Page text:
Troy Davis—the man about whose case former FBI director William S. Sessions has written “What quickly will become apparent is that serious questions about Davis’ guilt, highlighted by witness recantations, allegations of police coercion and a lack of relevant physical evidence, continue to plague his conviction”—was executed by the state of Georgia last night at 11:08pm.
Davis was convicted in 1991 of killing a police officer. There’s not much I can add to the discussion around this case. If you’re looking for insightful writing on it, there’s Mother Jones’ coverage, this from The Nation editors, an impassioned plea at In These Times, and of course Amnesty International, which has used Davis’ visage in their campaign to abolish the death penalty. There, too, is the video below of Democracy Now’s Amy Goodman reporting from Georgia last night.
As many others have stated, this execution is not only about Troy Davis. It is, and especially now should be, a time to reflect on this country’s use of the death penalty. To add to that conversation, here are some articles from our November-December 2010 issue about capital punishment in the U.S.
The Sun interviews legendary capital punishment opponent Sister Helen Prejean:
According to Amnesty International, 93 percent of the world’s executions take place in five countries: China, Saudi Arabia, Iran, Pakistan, and the United States. Why is our government on such a list?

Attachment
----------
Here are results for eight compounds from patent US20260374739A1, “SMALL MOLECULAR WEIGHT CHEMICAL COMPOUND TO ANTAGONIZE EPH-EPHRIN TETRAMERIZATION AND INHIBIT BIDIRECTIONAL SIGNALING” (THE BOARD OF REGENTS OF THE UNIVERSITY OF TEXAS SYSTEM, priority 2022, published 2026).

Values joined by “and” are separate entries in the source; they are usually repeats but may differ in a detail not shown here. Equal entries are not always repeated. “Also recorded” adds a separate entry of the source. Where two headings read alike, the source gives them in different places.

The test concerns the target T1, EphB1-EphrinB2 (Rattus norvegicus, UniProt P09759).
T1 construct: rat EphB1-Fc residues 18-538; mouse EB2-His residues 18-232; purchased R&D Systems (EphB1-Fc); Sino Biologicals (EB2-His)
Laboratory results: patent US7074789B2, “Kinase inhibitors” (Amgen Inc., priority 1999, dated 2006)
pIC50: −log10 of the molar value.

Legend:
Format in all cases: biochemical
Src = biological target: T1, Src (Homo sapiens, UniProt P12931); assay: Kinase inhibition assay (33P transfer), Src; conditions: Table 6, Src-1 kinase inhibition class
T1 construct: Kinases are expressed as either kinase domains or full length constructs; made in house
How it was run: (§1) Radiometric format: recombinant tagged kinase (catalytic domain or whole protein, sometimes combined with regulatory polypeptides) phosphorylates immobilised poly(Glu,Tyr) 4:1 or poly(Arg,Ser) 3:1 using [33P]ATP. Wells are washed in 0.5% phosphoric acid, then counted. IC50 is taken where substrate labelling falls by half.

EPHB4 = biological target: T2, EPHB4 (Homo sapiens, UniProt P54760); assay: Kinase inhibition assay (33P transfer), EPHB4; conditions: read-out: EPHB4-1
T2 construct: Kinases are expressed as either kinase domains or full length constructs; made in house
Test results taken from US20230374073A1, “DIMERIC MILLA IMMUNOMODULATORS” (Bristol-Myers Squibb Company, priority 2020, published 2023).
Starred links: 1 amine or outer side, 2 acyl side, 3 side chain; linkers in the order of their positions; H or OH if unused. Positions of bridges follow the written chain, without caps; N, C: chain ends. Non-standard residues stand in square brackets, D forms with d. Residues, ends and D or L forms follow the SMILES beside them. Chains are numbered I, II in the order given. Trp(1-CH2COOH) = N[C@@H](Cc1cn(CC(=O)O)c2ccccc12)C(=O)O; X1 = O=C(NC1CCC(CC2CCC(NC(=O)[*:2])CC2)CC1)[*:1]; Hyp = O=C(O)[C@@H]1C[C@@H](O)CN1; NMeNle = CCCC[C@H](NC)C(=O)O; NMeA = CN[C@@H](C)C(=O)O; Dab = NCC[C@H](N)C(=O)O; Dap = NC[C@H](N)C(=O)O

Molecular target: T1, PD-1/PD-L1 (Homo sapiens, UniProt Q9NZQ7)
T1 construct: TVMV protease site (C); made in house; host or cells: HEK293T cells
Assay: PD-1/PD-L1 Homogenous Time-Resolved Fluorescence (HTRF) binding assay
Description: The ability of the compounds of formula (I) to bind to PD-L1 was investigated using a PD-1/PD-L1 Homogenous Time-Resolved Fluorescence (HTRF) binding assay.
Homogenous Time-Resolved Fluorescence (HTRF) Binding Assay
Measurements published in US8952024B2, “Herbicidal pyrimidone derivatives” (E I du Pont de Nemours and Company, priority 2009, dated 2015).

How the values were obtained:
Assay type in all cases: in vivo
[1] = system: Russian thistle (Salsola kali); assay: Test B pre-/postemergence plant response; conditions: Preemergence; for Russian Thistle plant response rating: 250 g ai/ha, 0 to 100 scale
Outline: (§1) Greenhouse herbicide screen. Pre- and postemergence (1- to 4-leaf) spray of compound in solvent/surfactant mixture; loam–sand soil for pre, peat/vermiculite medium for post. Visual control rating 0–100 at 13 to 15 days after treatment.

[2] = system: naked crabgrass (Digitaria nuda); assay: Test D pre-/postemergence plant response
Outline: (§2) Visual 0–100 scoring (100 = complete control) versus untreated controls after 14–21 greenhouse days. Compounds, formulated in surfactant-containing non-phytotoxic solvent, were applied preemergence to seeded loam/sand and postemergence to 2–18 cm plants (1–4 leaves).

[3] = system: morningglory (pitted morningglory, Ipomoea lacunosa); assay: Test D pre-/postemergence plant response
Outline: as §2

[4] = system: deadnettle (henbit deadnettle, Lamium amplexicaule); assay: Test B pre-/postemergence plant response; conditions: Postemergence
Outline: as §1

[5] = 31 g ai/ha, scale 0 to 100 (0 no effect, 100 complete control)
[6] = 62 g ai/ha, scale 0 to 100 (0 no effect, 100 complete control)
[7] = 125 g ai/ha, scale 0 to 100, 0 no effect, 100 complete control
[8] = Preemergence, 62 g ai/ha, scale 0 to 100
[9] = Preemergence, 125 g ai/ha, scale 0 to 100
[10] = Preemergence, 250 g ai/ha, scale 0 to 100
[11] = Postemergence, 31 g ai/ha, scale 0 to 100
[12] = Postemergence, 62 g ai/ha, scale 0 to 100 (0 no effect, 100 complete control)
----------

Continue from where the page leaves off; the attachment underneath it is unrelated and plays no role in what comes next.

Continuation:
The death penalty is a natural outgrowth of our long history of using violence to achieve our ends. We’re a very young country, and violence has worked for us in the past. It began with the settling of this continent and the genocide against Native Americans, then continued when we brought slaves over.
The Texas Observer’s Robert Leleux takes a very hard look at executions in the Lone Star State:
One of the things about the death penalty is that, because convicted killers (for a whole variety of reasons) aren’t typically white, middle-class honor students, with reputations for being kindly, wholesome people, it’s very easy for middle-class people like me to presume that folks on death row are people from “over there.” Folks from another, meaner America—that hard, irredeemable underbelly of the nation’s poverty and crime. You know, the kind of place you see on Cops.
Of course, there are so many things wrong with this presumption that it’s hard to know where to begin.
And finally, as an online extra to those two articles, here is a blog post with a number of resources from around the web about executions in the U.S.